I’ll start off with a disclaimer about “Blackhearts:” It’s a pre-pirate novel, despite the cover. “Blackbeard” the infamous pirate, is definitely supposed to be a major character, but isn’t known as such during the novel.
With that out of the way, I’ll give you the low down on what the book is about. Edward “Teach” Drummond has just returned from a year granted by his father on the open sea, ready to reluctantly marry a girl he’s been betrothed to (Ms. Patience), and is (of course) stubborn, misogynist and charming.
His counterpart and love interest lies in the soul of Anne Barrett, a young woman with a white father and a mother from the West Indies, who is slowly stealing from the Drummond’s to make her escape to the place of her mother’s birth.
Herein lies the problem: this novel is rampant with unrealistic dialogue, relationships and every aspect of the “classes” you just have to take with a grain of salt. I dove into this book with really high expectations—and you may as well. The book is currently sitting at a 4.7 out of 5 stars on Amazon, and holds highly favorable reviews.
Unfortunately, this book didn’t settle as well with me as it did everyone else. First of all, I am a sucker for a pirate book, and while I was disappointed that there was no piracy hidden between the pages, I am annoyed with the fact that this is a standalone novel. The ending, as truthful as it can get, really destroys the book as a whole when the reader realizes there is no sequel coming.
It seems to use Blackbeard’s story as a driving point, and Castroman takes a few liberties with plot points. Namely: Anne.
Another big problem I had with the book is that if you stripped away the characters, and their very few layers, you’d find something in the dialogue that is painfully reminiscent of “Fifty Shades of Grey:” The breathless wonder of being young and naïve, amped up to create a slow, drawn out and painful to digest love story. I felt no connection to the two lovers that were supposed to draw me in.
I have to give Castroman credit where credit is due, though: This isn’t “Fifty Shades” in the most important way: the writing is much more precise, clean and organized.
While the love story did not sweep me off my feet, I can see the appeal for others. If you enjoy a slow burn, this is for you.
Anne starts out as a likeable sixteen year old who has been thrown into a home she despises, and the sympathy for her situation sits heavy in the reader’s stomach at first. I will point out that it was very refreshing to have a female of color as the main character.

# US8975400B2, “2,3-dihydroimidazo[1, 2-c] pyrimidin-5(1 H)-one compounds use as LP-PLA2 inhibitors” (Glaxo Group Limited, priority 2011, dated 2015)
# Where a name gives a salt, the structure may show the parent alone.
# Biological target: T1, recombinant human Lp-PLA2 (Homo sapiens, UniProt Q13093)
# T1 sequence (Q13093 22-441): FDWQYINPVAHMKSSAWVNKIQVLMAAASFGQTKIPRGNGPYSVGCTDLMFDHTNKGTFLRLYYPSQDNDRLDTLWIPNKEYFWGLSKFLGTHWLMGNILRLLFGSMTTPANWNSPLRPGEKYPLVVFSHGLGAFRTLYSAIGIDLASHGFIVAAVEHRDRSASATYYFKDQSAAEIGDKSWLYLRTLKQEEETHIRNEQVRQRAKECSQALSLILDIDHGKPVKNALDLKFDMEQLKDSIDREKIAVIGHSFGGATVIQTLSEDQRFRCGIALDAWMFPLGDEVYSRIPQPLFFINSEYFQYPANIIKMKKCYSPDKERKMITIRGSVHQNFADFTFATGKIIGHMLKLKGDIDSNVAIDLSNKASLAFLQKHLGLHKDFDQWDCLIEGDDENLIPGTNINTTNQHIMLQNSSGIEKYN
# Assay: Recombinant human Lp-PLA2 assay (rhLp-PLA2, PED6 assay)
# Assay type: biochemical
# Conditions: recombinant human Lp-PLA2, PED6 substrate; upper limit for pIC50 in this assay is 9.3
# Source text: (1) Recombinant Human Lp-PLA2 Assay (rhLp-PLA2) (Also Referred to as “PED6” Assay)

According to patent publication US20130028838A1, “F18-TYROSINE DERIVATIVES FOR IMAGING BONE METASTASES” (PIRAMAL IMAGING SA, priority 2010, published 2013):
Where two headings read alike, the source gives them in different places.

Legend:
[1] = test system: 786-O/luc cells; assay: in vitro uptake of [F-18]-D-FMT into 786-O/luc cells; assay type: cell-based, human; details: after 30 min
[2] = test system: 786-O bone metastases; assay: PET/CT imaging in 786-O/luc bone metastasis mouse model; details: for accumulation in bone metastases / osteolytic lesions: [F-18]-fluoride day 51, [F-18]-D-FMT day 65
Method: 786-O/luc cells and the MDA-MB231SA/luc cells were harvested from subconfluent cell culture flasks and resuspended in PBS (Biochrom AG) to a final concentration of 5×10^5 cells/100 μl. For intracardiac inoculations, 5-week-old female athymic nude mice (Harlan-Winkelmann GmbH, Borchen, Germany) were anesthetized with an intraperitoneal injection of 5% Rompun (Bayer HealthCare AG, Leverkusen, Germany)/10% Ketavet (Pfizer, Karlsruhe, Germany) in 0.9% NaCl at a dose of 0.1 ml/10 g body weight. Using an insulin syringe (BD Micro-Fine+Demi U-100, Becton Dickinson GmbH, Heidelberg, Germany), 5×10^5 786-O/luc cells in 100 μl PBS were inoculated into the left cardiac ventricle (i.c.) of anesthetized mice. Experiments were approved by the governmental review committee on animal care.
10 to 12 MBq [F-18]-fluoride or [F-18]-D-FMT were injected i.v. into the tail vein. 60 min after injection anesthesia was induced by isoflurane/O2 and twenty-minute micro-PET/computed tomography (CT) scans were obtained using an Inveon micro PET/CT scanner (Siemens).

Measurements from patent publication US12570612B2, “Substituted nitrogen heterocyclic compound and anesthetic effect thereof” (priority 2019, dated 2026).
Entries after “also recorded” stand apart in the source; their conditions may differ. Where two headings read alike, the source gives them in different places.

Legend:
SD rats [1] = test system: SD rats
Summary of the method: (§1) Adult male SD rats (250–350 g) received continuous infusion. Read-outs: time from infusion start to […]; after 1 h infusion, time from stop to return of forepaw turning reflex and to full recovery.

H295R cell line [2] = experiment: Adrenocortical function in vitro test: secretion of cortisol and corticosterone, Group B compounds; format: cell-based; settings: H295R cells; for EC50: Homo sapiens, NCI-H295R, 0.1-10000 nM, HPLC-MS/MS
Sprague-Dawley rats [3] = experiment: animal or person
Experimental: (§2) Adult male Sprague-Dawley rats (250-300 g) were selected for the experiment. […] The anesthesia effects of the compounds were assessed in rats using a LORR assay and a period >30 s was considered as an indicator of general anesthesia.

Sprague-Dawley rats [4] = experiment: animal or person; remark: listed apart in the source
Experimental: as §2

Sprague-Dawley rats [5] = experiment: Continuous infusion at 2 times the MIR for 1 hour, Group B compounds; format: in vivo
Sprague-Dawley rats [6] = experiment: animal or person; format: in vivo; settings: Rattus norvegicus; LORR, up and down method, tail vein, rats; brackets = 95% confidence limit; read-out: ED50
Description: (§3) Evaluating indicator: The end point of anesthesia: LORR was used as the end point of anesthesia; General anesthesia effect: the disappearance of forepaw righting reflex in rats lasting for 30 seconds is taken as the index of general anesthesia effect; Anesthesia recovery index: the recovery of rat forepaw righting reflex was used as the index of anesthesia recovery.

As the book progresses and Teach is introduced in more depth, I decided I liked Anne. Unfortunately, Ms. Patience is then introduced and the whole thing turns into a jumbled mix of debauchery, cheating maids and once again, unrealistic plot points. Patience is considered the harlot, and Anne the pure and “fiery” maid that steals Teach’s heart.
There were many moments where I had to rest the book down and ask myself a number of times when the trend of young women tearing at each other’s intelligence, appearance and personality became a trend. I understood on a basic level that if Patience and Anne were to get along it would be just another unrealistic plot hole, but there were scenes that played up that rivalry way too often, and most of the time, in Teach’s point of view. In some ways, in an effort to set the era it ended up almost glorifying the misogyny, racism and classicism of that time.
I know I said to take things with a grain of salt, but I didn’t say it would be easy.
Overall, it left much to be desired, and raised more questions than answered them. “Blackhearts” left me bored, rather than leaping for the next chapter. The characters weren’t all that likable and got on my nerves more often than not by the end.
That’s not to say I wouldn’t read another Castroman book, or if she actually did end up writing a sequel I wouldn’t buy it, but I certainly won’t be first in line for a copy.